It's time for the NY Jets defense to end their takeaway drought

Week 6 was the last time the Jets defense forced a turnover
NY Jets, Quincy Williams
NY Jets, Quincy Williams / Jim McIsaac/GettyImages

It should be no surprise to everyone who watches NY Jets games that this team lives and dies on the performance of their defense — that has been their MO since Robert Saleh took over the team. I guess you could argue that has been their MO since the beginning of time, but I digress — it is clearly the catalyst for this current regime’s success.

Turnovers have come at a premium for a team that at one point led the league in takeaways per game, but now, in two consecutive contests, they’ve had zero takeaways.

The Jets still miraculously won against the Giants due to a missed field goal and some timely penalties, but that was just the second game of Zach Wilson's three-year NFL career that he won without a defensive takeaway.

In last week’s Los Angeles Chargers game, he did not even come close to accomplishing this feat a third time in three years as he fumbled twice and scored zero touchdowns en route to a 21-point loss.

The NY Jets have a golden opportunity to force turnovers on defense this week

So, will the defense be able to secure a takeaway? The opposing QB is Aidan O’Connell, who in his first start with former head coach Josh McDaniels had three turnovers (one pick, two fumbles) and zero touchdowns en route to defeat against the Chargers.

Under McDaniels’ coaching, he had another outing, subbing in for Jimmy Garoppolo, and still had a turnover, but this time, he threw his first career NFL touchdown in an 18-point loss to the Chicago Bears.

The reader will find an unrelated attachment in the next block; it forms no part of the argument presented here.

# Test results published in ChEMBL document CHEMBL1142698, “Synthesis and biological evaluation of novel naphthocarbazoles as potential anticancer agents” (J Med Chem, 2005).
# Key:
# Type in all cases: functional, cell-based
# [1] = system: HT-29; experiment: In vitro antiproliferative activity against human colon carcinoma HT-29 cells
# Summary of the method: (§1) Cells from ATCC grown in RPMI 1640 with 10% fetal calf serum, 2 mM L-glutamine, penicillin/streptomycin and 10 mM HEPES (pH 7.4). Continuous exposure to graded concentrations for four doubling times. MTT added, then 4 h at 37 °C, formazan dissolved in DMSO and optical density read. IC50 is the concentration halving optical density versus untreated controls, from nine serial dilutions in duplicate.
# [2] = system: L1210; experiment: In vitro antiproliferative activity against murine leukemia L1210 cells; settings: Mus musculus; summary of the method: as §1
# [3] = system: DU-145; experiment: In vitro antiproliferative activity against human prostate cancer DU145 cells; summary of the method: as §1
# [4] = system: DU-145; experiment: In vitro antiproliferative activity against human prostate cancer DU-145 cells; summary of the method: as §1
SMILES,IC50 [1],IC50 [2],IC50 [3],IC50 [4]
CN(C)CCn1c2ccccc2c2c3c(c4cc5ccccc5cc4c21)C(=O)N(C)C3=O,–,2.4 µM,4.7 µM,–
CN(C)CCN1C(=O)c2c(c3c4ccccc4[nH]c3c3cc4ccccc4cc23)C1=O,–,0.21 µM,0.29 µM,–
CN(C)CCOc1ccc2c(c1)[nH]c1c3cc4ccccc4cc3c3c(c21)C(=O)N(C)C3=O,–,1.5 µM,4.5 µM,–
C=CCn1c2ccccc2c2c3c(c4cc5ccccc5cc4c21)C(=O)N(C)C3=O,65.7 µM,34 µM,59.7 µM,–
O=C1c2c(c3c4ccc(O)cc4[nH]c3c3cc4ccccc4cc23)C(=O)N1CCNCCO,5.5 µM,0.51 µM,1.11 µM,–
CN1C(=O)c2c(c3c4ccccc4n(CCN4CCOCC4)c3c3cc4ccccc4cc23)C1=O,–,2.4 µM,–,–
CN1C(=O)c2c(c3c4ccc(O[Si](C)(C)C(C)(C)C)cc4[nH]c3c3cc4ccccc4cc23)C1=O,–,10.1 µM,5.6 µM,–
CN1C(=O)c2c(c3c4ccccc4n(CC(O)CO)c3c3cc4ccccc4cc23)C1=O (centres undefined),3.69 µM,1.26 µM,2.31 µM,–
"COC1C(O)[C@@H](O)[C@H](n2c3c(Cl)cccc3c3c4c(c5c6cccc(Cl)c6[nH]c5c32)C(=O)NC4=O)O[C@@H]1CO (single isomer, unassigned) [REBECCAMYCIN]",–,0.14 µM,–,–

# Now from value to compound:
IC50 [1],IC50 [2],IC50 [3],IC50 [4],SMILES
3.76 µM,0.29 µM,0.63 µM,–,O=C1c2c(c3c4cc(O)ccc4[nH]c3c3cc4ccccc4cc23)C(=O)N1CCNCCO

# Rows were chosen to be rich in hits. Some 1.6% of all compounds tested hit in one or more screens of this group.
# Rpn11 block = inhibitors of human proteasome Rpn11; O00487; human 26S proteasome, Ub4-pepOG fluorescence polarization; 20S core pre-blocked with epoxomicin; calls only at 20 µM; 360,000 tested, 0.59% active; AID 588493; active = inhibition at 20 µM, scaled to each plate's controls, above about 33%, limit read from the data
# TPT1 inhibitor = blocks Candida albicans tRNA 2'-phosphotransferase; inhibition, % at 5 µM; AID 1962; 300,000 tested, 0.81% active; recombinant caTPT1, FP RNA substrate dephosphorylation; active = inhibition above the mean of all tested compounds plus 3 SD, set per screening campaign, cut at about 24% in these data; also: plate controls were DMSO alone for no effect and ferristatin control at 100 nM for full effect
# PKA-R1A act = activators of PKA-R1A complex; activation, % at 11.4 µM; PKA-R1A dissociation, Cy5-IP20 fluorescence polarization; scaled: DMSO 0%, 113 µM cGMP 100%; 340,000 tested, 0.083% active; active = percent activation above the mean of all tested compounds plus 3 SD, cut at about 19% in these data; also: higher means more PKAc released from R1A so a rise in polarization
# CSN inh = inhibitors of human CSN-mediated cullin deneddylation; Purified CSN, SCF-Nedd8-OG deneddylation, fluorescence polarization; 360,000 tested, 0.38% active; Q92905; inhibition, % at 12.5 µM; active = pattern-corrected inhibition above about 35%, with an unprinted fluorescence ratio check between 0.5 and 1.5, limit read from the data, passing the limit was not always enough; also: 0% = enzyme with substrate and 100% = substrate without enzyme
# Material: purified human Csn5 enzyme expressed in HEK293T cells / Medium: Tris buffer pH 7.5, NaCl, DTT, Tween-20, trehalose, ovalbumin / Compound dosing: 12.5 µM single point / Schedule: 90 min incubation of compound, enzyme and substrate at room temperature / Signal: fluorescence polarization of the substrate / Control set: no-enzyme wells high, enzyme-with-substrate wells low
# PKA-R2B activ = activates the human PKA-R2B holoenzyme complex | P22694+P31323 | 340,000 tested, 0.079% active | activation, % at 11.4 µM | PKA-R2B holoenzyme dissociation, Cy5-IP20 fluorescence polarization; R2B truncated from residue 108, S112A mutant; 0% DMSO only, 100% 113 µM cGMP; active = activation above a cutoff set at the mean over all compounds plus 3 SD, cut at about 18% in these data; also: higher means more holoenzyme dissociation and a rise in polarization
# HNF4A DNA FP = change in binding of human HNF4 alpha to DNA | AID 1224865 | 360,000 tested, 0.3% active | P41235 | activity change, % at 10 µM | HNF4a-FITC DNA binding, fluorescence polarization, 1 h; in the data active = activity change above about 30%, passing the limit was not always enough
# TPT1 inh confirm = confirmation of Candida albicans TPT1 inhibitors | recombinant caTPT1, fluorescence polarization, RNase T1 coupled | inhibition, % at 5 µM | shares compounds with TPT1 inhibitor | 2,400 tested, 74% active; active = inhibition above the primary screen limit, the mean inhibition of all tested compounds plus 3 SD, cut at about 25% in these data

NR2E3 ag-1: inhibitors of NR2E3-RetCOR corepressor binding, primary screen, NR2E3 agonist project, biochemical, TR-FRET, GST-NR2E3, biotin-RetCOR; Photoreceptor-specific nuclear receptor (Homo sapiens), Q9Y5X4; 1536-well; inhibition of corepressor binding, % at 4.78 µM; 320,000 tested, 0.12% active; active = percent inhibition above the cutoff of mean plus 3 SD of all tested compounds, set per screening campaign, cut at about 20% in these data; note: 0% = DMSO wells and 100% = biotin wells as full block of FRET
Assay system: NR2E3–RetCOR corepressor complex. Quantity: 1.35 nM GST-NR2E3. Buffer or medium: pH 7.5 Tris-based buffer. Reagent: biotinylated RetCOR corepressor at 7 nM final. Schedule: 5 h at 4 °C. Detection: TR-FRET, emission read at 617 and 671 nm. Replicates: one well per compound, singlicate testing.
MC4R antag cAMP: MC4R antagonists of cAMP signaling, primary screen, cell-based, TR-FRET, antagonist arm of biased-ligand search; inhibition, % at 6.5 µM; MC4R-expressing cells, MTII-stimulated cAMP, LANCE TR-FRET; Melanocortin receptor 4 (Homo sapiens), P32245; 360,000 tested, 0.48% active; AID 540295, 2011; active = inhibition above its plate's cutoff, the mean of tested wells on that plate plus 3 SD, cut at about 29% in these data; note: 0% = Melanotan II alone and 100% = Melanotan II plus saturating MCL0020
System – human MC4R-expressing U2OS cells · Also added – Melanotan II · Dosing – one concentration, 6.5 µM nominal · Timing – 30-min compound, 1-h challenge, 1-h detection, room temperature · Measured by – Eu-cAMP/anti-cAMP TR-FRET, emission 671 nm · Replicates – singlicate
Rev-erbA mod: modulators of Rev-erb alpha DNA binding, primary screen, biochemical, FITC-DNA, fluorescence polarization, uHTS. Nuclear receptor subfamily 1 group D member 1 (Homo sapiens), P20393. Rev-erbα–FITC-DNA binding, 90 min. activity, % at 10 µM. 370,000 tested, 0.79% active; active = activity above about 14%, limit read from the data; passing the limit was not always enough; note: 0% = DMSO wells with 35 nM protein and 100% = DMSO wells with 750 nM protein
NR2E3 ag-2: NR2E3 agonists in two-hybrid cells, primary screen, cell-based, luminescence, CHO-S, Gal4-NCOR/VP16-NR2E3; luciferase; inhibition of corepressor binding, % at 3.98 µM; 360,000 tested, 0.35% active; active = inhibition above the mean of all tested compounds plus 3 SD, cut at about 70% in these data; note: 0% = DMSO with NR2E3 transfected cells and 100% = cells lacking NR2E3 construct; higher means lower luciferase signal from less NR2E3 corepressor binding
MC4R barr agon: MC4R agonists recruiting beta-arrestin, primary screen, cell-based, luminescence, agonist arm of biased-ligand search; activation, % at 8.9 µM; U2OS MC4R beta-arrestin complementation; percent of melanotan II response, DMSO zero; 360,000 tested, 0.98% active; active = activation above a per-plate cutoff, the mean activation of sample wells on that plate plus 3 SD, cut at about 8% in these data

There’s a new head coach in town, and Antonio Piece won his head coaching debut 30-6 against the same New York Giants team that took the Jets to overtime to narrowly squeak by.

O'Connell played his role of game manager to a tee — 64% completion, zero touchdowns, zero turnovers, and 209 yards. Perhaps they’ve found their Zach Wilson?

They relied on 26 Josh Jacobs carries for 98 yards, two touchdowns, and peace of mind at the core of their offense. If the Jets, who have actually struggled to stop run yardage this season (30th in the NFL), can bottle up Jacobs, then they will force O’Connell to try to win this game with his arm.

Something tells me that no one in Raider nation wants that to happen, and perhaps O’Connell himself knows it can’t happen. But that is the — stop the run and force a rookie making his third start in the NFL to try to dissect one of the most efficient defenses in all of football.

The Jets will get pressure with just a four-man rush like they do better than any team in the league and will have extra defensive backs in coverage. Is this the recipe to end the turnover drought? I hope so.